Earlier this year, Richmond Barracks welcomed our very own Dancer in Residence – Aoife McAtamney!
Aoife has been hosting free online movement workshops, and you can book your place here. In the Autumn, and as soon as government guidelines allow, we hope to resume in-person movement and dance workshops.
Below, Aoife tells us a little bit about herself, how she became a dancer, and shares her top tips for bringing more movement into your daily life.
I’m an actor, singer, and contemporary dance artist based in Dublin with over ten years of experience and I hope to have many many more! In 2019 I went to a conference in dance and ageing. I became really fascinated by the ways in which dance could bring an understanding of age that is uplifting, empowering and fun! I started teaching in Richmond Barracks in January 2020, throughout the pandemic online and I’m really looking forward to the time we can meet in person … soon!
I’ve always been dancing, ever since I was a child. Dancing to me has become a way of life. More than a movement, it’s an understanding of how to move through my days. It’s my go to place when I want to feel good and connect to my body and my spirit. I went to a school in Celbridge called Celbridge School of Ballet. Directed by Grainne McArdle, I started dancing ballet and jazz at an early age. I worked really hard with Grainne by my side guiding me through technique and artistry. I then went to the UK and Germany for further professional training, and after that I danced with really amazing choreographers and dance companies, even doing my own choreography here in Ireland.
I love music and so the relationship between music and movement gives me joy everyday.
I really love the moment when I teach when I can see that the participants are getting lost in the movement and music, we are really in the moment together and our worries and cares are gone, we’re just there dancing away!
This happens in most classes and it is really a pleasure to experience. This is the gift of dancing.
I would start by thinking about what dancing actually means to you – I always say dancing is a human right, its available to everyone, everywhere at any moment. It’s not owned or copyrighted, and being in motion is the most natural state for the body to be in. So, where I would start would be to put on your favourite song and see, experience, and feel how you move. Try that everyday. Then, if there is a dance you are specifically interested in like ballet, hip hop, or contemporary dance, there are many schools throughout the country that you can find online. Just send them on an email or call to find out details. One can start dancing at any age – its a myth that one is too old!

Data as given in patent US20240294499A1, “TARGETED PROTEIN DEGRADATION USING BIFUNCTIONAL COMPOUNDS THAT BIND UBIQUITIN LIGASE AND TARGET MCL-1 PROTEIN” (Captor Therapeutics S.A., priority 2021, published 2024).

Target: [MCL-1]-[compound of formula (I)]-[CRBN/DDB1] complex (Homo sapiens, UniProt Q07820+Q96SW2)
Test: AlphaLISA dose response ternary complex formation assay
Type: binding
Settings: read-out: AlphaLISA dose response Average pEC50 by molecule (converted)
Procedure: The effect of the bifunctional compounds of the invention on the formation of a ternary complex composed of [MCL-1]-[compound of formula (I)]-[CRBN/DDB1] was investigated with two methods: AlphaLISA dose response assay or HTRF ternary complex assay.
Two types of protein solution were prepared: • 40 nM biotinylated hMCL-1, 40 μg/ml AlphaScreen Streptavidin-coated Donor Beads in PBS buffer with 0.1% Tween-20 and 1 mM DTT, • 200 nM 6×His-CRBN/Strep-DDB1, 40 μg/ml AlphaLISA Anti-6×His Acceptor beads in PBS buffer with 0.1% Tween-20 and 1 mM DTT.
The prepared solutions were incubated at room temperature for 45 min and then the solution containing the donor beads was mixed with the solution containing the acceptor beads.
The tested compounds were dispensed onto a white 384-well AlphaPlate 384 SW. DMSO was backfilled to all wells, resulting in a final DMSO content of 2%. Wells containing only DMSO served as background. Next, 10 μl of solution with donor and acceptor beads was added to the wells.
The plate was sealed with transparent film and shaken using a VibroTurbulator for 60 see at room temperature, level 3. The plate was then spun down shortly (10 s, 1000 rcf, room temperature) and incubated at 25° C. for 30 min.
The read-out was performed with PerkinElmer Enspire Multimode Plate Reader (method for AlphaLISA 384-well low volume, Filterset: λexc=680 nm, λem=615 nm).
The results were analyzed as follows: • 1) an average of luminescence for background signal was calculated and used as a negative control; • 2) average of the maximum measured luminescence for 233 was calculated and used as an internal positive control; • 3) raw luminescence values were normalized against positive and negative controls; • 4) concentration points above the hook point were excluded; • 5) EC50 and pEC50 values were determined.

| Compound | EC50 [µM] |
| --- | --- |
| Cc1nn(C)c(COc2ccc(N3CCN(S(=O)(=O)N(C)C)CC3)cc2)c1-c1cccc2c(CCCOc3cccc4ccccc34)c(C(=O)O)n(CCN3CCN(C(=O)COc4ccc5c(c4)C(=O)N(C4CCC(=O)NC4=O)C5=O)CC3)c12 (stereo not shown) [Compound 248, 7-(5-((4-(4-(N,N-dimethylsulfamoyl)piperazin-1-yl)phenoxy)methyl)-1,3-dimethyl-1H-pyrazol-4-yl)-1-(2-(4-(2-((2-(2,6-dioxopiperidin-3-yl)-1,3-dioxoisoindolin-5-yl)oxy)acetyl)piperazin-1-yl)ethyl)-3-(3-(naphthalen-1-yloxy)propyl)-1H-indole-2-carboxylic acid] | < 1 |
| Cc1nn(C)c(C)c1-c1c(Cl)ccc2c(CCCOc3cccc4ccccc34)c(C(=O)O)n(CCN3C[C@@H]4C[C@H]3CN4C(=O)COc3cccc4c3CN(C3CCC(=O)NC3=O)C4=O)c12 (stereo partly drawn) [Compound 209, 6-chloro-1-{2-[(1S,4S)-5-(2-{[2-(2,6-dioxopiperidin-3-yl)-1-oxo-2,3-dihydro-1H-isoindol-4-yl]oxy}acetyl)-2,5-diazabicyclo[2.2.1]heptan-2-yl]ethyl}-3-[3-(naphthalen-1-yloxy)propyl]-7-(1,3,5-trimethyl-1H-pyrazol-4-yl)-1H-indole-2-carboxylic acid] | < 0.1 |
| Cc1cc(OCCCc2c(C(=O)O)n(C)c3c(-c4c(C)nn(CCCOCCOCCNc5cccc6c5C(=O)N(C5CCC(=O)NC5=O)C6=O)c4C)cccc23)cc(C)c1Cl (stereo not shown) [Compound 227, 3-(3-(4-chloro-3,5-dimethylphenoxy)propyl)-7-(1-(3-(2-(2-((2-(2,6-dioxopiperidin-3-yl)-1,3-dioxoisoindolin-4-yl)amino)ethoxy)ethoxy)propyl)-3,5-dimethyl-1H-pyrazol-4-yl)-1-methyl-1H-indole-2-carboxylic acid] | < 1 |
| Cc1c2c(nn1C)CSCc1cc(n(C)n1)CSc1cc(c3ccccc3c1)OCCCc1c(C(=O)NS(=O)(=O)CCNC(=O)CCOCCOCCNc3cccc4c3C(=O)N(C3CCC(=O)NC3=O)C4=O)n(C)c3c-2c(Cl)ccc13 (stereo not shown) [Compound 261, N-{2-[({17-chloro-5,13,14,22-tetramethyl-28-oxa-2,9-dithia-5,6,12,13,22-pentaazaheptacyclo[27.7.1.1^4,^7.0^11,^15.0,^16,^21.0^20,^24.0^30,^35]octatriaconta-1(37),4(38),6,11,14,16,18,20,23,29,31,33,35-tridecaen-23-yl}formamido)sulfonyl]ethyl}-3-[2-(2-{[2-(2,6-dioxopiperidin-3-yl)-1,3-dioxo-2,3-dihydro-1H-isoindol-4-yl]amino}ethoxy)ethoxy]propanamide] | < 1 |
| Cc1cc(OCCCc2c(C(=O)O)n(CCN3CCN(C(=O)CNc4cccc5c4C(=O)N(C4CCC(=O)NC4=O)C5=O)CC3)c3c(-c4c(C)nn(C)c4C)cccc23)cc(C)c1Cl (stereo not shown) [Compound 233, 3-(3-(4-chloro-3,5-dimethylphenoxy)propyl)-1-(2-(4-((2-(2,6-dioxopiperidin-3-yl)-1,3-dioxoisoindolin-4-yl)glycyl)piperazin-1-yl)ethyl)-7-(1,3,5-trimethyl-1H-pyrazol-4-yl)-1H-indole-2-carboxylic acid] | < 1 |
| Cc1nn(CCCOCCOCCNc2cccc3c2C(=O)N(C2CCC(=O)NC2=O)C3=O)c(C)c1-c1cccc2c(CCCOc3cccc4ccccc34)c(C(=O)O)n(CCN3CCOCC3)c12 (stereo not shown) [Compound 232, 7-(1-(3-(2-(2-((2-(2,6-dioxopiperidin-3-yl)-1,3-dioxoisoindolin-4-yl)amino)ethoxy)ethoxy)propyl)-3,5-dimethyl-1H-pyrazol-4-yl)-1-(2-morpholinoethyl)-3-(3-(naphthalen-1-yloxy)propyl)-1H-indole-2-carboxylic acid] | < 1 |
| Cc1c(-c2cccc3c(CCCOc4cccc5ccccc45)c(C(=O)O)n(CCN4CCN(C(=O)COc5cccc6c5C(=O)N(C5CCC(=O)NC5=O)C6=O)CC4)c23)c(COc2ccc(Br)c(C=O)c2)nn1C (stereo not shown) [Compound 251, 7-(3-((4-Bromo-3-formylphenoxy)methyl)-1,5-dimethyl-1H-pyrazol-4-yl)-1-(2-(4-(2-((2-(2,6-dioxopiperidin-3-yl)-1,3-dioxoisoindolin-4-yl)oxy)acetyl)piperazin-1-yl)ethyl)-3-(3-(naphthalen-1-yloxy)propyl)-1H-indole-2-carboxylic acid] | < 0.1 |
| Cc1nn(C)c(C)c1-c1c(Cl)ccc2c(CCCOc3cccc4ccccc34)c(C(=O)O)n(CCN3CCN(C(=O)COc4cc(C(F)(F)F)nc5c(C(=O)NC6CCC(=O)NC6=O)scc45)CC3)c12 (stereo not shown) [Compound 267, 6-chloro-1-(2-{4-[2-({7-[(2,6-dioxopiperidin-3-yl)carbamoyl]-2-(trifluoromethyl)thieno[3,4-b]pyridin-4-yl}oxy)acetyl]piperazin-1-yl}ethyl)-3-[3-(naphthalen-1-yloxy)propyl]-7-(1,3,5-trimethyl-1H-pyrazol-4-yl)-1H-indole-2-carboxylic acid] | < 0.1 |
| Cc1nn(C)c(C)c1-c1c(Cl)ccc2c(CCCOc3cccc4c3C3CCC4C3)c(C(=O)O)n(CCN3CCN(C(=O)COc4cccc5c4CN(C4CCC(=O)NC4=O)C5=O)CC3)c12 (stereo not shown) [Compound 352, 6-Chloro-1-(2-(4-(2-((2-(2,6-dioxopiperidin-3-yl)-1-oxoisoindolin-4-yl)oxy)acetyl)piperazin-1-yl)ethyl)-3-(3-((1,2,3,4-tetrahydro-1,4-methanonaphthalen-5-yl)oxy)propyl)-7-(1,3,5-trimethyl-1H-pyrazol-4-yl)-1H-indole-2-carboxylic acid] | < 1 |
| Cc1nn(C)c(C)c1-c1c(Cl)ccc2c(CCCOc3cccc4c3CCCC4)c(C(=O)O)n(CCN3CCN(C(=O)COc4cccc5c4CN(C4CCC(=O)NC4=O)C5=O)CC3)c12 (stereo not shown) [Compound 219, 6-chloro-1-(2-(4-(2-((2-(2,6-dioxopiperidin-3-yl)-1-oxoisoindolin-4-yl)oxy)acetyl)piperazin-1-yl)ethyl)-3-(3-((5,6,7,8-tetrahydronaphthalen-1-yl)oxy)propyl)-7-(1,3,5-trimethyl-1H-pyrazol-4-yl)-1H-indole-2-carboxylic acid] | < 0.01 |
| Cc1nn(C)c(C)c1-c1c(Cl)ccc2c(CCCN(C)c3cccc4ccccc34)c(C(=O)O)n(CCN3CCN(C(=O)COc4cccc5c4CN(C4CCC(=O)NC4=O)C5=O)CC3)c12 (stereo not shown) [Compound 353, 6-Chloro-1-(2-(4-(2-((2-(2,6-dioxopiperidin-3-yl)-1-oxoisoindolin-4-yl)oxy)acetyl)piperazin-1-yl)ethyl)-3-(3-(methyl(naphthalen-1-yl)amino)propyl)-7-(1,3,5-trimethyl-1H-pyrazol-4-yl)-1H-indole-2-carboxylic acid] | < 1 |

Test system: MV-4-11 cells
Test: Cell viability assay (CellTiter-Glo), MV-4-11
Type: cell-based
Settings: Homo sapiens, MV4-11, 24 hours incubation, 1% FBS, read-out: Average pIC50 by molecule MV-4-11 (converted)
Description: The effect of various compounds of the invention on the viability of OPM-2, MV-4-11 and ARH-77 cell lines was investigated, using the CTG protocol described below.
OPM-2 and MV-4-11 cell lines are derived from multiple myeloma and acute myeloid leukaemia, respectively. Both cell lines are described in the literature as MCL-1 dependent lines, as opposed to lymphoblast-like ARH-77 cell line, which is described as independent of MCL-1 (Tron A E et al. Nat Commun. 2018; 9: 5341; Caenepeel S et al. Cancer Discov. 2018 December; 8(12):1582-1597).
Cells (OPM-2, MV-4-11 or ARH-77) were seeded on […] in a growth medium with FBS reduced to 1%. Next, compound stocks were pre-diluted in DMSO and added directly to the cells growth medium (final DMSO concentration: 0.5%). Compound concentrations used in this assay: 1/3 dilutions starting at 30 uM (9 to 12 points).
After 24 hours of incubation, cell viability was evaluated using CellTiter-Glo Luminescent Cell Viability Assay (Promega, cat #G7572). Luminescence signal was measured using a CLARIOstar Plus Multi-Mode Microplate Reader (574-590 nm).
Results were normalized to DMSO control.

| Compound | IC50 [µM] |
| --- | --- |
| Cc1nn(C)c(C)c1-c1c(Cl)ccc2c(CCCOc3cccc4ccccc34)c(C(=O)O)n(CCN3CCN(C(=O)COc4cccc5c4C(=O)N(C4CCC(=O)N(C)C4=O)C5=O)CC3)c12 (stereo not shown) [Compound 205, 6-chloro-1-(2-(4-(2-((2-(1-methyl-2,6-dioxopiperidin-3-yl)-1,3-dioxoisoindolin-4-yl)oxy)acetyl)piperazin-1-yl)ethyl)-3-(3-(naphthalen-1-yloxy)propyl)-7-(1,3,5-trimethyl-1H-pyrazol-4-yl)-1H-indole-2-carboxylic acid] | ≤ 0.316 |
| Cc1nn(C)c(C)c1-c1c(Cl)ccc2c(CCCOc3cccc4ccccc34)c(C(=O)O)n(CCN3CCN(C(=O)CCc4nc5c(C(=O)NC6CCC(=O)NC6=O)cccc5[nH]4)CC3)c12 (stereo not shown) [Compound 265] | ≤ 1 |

I'm really looking forward to coming back to Richmond Barracks to be dancing in person together! We will be having online Monday movement sessions for 55+ starting again in July through to the winter. I love these weekly dance gatherings!
Each movement session offers something different. The root of what I do is to create a space where everyone feels comfortable to explore dancing and what that means to them.
I use lots of pop music in my classes. That means there is lots of rhythm, always a flow and momentum to the sessions so by the end, there is the feeling of working our cardiovascular system. Everyone has their own unique way of expressing dance, and so all of the dances we will do in class are simple enough that each dancer can put their own personality in them. So, as the participants grow in their knowledge of technique they also grow in confidence to connect with their sense of movement.
My biggest tips would be to dance to your favourite song everyday! This can be three minutes to five minutes but it can make such a difference in your day! Also, connect with the natural world around you – watch a cloud, or leaves on a tree, notice how the natural world resembles our physical world, understanding that movement is constant, cyclical, natural!
Huge thanks to Aoife for chatting with us. You can find out more about Aoife’s online classes and book your place here.
Or, if you want to try some dancing at home first, have a listen to Aoife’s playlist to get you in the mood for moving!
Photo: Aoife teaching a dance class in Richmond Barracks in 2020. Credit: Mark Stedman.
Posted 22 June 2021
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